Should pro tennis be played on faster courts?
Nov 27, 2023
Recently, the tennis world was buzzing about the court speed at the ATP Finals. Carlos Alcaraz complained, "This surface is the fastest of the year, that’s for sure." Jim Courier called the courts "greased lightning." And, according to the game's official Court Pace Index, it was the fastest court on the ATP Tour this year.
Could that a good thing? Peter Bodo argues (convincingly via tennis.com) that the court speed in Turin "turned out to be highly entertaining and somewhat unpredictable" producing "intense rallies" along with "artful volleying and spectacular point-ending strikes from anywhere on the court."
Nick Kyrgios commented, "It’s good to play on [fast] courts like these, where aggressive tennis gets rewarded a little bit more. I want to see some bang-bang, one-two tennis—and a lot of those Federer fans still out there want to see that too. I loved watching that Federer one-two.”
According to Bodo, "All this should be enough to wake up a tennis establishment that for a long time has turned a deaf ear to entreaties calling for at least some faster courts. Despite a few outliers, on slow courts the players pursue a style that makes tennis less dimensional, if often majestic in its brutality."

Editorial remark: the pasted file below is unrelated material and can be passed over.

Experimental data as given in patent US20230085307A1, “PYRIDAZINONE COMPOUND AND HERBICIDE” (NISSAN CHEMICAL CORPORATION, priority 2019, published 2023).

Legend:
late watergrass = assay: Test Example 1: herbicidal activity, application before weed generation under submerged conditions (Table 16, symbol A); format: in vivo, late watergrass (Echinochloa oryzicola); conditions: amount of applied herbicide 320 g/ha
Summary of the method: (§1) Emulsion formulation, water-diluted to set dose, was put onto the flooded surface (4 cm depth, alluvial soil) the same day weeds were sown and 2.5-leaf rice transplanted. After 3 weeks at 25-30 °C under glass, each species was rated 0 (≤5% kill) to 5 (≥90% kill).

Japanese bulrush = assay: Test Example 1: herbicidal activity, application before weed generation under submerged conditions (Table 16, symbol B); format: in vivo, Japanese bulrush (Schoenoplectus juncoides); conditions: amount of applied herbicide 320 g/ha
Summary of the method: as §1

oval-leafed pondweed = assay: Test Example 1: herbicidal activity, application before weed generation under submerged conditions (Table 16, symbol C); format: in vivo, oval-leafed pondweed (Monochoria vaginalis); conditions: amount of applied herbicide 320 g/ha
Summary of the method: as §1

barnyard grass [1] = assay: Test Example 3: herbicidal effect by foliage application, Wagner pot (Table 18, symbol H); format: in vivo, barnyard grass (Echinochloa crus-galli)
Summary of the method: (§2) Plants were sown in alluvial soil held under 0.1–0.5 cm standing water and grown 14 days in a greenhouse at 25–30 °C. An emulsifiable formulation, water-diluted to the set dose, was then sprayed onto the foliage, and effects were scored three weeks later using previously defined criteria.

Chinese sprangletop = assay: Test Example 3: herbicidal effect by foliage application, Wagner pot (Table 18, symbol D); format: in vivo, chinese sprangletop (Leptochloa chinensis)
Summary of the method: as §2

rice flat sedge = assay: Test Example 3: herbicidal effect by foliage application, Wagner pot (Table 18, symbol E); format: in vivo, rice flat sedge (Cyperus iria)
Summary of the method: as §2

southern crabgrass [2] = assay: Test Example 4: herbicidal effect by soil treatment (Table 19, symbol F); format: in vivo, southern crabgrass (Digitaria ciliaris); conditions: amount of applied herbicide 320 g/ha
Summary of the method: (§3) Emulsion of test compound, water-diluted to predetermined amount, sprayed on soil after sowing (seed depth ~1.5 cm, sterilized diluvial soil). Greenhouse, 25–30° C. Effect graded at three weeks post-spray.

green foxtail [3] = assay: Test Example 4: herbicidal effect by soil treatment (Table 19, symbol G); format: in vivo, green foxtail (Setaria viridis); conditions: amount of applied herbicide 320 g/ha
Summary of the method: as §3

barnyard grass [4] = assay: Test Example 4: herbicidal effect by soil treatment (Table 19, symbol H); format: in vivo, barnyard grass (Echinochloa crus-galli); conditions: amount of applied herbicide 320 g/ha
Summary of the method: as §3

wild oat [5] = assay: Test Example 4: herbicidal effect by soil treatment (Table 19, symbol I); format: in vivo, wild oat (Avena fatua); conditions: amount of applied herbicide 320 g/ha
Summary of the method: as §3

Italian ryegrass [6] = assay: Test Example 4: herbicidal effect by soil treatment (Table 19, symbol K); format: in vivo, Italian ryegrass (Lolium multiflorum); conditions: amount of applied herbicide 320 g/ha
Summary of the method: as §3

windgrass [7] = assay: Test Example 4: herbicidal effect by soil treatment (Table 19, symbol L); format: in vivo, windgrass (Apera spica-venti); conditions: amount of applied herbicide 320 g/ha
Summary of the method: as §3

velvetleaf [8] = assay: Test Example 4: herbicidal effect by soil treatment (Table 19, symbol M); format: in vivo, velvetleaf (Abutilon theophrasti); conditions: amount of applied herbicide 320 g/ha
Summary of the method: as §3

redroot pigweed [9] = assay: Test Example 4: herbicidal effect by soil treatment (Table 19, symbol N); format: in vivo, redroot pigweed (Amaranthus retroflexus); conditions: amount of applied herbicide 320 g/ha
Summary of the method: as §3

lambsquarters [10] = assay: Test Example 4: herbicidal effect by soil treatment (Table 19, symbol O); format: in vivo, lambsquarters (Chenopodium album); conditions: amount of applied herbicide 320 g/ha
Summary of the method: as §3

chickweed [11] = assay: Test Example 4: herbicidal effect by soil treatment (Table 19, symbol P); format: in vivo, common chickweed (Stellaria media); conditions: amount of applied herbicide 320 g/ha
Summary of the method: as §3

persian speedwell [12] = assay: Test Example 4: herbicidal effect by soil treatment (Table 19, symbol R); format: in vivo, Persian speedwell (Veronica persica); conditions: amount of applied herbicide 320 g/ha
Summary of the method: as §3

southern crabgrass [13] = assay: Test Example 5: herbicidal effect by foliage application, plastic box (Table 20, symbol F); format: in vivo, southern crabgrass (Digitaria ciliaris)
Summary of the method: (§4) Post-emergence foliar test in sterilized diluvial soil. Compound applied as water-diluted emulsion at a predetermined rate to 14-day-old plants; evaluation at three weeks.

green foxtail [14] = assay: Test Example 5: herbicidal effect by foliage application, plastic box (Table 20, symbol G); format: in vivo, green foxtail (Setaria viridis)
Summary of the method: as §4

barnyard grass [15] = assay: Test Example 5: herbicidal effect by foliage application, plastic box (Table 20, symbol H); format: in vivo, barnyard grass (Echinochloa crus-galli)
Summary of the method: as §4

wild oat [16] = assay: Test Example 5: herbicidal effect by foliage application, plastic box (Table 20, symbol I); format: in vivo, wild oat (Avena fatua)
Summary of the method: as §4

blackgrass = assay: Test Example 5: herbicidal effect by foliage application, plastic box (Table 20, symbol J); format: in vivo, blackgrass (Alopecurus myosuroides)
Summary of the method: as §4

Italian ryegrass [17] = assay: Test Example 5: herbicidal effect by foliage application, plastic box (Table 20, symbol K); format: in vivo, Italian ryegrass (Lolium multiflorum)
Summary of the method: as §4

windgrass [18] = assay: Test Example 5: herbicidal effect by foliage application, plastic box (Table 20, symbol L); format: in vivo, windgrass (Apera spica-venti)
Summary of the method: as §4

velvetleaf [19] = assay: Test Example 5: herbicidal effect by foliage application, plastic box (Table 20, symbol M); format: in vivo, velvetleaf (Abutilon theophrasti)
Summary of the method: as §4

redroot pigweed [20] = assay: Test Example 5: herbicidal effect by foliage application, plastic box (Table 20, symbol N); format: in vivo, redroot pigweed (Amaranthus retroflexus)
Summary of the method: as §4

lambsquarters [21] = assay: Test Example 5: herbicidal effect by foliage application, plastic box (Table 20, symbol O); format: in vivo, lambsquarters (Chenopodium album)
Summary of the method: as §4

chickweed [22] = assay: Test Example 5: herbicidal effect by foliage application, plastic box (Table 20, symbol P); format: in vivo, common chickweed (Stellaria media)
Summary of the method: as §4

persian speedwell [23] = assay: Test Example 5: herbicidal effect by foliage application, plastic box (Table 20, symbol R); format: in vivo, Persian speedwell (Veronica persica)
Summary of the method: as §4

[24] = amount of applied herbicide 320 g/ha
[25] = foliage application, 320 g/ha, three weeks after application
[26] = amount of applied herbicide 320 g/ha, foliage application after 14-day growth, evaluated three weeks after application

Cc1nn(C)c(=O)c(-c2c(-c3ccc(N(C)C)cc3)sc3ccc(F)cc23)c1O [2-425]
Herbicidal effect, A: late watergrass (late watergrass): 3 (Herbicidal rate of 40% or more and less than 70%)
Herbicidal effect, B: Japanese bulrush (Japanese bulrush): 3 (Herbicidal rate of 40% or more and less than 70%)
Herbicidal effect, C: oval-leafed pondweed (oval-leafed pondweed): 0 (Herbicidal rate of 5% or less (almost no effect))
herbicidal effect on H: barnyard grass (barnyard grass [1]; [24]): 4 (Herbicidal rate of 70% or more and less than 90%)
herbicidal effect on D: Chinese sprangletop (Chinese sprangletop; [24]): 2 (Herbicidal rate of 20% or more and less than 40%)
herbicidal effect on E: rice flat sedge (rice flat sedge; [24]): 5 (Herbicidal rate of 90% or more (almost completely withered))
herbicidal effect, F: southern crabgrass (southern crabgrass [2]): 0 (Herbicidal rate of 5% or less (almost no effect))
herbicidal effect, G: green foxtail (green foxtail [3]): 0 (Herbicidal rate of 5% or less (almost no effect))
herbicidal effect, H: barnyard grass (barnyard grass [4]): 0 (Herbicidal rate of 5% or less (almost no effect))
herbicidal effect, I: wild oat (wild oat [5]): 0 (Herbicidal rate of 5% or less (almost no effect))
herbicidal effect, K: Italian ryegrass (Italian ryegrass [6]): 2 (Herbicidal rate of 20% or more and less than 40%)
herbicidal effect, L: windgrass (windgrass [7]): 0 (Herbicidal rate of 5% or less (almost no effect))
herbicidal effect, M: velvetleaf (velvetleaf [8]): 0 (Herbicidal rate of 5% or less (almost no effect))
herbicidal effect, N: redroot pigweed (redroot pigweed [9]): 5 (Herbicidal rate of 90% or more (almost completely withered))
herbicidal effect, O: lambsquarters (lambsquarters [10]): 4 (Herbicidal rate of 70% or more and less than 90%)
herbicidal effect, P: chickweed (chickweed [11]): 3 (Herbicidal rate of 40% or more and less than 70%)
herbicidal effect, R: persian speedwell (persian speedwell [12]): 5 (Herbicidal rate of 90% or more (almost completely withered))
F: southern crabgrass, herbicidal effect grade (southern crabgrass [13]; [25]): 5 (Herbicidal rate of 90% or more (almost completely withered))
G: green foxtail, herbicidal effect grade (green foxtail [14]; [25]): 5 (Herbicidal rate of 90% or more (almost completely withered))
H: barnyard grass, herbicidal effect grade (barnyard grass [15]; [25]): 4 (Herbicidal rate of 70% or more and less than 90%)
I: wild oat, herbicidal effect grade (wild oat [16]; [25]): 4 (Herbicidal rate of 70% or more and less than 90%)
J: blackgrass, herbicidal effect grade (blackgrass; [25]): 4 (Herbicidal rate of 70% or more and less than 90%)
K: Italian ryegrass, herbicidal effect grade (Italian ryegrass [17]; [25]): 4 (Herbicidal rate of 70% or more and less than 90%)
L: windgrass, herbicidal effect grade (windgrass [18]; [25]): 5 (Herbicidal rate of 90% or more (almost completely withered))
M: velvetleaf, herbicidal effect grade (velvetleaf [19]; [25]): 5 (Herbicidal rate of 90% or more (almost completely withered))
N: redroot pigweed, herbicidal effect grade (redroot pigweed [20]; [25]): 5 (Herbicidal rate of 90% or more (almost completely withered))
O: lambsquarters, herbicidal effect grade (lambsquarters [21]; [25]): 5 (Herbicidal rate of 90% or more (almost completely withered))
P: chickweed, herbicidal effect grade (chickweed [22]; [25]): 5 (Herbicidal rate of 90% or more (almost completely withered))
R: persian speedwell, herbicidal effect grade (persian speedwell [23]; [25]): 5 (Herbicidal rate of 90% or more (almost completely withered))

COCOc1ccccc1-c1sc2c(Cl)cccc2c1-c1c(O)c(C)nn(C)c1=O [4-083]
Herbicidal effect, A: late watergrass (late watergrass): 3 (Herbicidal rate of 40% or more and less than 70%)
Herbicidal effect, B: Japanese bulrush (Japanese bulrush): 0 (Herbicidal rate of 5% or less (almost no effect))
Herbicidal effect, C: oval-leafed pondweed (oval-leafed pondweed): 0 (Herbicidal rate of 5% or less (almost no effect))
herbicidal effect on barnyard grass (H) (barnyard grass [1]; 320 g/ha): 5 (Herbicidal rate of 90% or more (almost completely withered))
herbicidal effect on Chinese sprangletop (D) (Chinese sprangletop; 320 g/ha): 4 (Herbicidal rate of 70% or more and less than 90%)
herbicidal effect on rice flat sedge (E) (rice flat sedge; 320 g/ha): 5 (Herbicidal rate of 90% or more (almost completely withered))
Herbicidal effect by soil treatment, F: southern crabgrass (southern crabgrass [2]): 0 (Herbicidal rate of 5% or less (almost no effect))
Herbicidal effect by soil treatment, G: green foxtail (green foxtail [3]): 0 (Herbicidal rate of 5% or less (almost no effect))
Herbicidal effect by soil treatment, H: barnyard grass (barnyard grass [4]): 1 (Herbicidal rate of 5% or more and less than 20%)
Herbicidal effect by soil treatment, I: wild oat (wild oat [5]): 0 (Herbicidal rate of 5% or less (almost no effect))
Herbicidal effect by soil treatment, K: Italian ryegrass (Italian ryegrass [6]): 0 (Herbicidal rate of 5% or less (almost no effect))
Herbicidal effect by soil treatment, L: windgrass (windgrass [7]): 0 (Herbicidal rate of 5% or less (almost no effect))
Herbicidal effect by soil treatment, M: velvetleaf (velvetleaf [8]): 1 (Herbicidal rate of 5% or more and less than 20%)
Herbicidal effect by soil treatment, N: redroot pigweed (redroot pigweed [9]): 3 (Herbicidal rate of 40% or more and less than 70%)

He's right. ATP data collected by The Athletic this year concluded that the average length of a men’s Grand-Slam match has increased from 2:21 in 1999 to 2:54 this year. It's slowed the game down and increased injuries. Meanwhile, the days of serve-and-volley have become a distant relic of the past.
In fact, according to Bodo, the slow-court boom was actually a direct response to a slew of "devastating servers including Boris Becker, Goran Ivanisevic and Pete Sampras. On surfaces other than clay (hard courts were fast back then), those men all but killed the rally game."
The lack of rallies "reached a fever pitch right around 2000" when Wimbledon, the US Open, and most lower tier tournaments slowed down their court surfaces. Meanwhile, super-fast indoor "carpet" courts completely disappeared. To accommodate the demand for longer rallies, slow courts are now the norm.
"[Perhaps] the pendulum has swung too far in that direction," writes Bodo. Former big server Andy Roddick seems to agree. He joked, "God forbid we have a tournament on something fast every once in a while."